The Century Dictionary/Volume 12/P

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pragmatism, n. 3. In philos., a method of thought, a general movement or tendency of thought, and a specific school, in which stress is placed upon practical consequences and practical values as standards for explicating philosophic conceptions and as tests for determining their value and, especially, their truth. The word is used in a variety of senses, of greater or less breadth and definiteness. The following meanings of the term are arranged in the order of descending generality: (a) An attitude of mind, namely that of "looking away from first things, principles, 'categories,' supposed necessities, and of looking toward last things, fruits, consequences, facts."   W. James, Pragmatism, a New Name for Some Old Ways of Thinking, p. 55.  (b) A theory concerning the proper method of determining the meaning of conceptions. "Consider what effects, that might conceivably have practical bearings, we conceive the object of our conception to have. Then, our conception of these effects is the whole of our conception of the object."   C. S. Peirce, in Baldwin's Dict. of Philos. and Psychol., II. This theory was first propounded by Mr. Peirce in an article upon "How to Make our Ideas Clear" in the "Popular Science Monthly" in 1878. The term 'pragmatism' does not, however, appear there. In an article in the "Monist" for 1905, Mr. Peirce says that he "has used it continually in philosophic conversation, since, perhaps, the mid-seventies." The term was publicly introduced in print by Professor William James in 1898 in an address upon "Philosophic Conceptions and Practical Realities," in which the authorship of the term and of the method is credited to Mr. Peirce. The latter has recently used the term 'pragmaticism' to express this meaning.  (c) The theory that the processes and the materials of knowledge are determined by practical or purposive considerations—that there is no such thing as knowledge determined by exclusively theoretical, speculative, or abstract intellectual considerations. This definition expresses the net or mean sense of the term in its various uses. "Now quite the most striking feature of the new theory was its recognition of an inseparable connection between rational cognition and rational purpose; and that consideration it was which determined the preference for the name 'pragmatism.'"   C. S. Peirce, in The Monist, 1905. F. C. S. Schiller has defined pragmatism as "the thorough recognition that the purposive character of mental life generally must influence and pervade also our most remotely cognitive activities." Humanism, Philosophic Essays, p. 8.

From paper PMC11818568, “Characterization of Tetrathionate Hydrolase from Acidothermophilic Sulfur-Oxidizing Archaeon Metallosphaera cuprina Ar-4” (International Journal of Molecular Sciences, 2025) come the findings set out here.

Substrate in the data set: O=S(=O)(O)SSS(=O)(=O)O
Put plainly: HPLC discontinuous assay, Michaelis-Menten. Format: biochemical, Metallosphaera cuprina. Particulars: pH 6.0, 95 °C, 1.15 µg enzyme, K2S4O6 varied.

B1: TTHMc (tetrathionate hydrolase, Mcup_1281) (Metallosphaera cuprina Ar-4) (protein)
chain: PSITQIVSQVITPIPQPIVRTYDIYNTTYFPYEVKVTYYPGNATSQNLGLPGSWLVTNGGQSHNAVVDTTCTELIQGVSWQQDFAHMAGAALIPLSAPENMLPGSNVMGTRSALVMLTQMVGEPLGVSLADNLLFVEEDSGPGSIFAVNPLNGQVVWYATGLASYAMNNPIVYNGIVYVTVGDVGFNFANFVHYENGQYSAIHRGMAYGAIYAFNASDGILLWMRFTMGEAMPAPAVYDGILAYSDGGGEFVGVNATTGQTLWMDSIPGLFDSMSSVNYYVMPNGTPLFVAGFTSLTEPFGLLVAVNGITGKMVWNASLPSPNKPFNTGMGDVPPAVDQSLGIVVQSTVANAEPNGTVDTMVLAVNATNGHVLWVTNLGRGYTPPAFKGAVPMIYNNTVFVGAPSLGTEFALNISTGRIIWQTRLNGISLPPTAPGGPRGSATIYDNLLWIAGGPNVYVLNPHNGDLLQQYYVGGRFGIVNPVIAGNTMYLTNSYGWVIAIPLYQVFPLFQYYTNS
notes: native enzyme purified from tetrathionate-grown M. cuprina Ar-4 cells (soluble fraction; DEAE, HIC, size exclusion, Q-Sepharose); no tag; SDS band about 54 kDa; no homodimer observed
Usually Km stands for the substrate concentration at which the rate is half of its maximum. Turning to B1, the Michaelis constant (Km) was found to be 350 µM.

Pragmatism—by which I mean the doctrine that reality possesses practical character and that this character is most efficaciously expressed in the function of intelligence.   J. Dewey, in Essays Philosophical and Psychological, p. 59.
(d) A theory of the nature of truth, namely, that the correspondence between fact and idea which constitutes truth consists in the power of the idea in question to work satisfactorily, or to produce the results intended by it.
  Such then would be the scope of pragmatism—first, a method, and second, a genetic theory of what is meant by truth.   W. James, Pragmatism, p. 65.
(e) A metaphysical theory regarding the nature of reality, namely that it is still in process of making, and that human ideas and efforts play a fundamental rôle in its making: the equivalent of humanism as a metaphysical term.
  The essential contrast is that for rationalism reality is ready-made and complete from all eternity, while for pragmatism it is still in the making, and awaits part of its complexion from the future.   W. James, Pragmatism, p. 257.
  Pragmatism . . . is a conscious application to epistemology (or logic) of a teleological psychology, which implies, ultimately, a voluntaristic metaphysic   F. C. S. Schiller, Studies in Humanism, p. 12.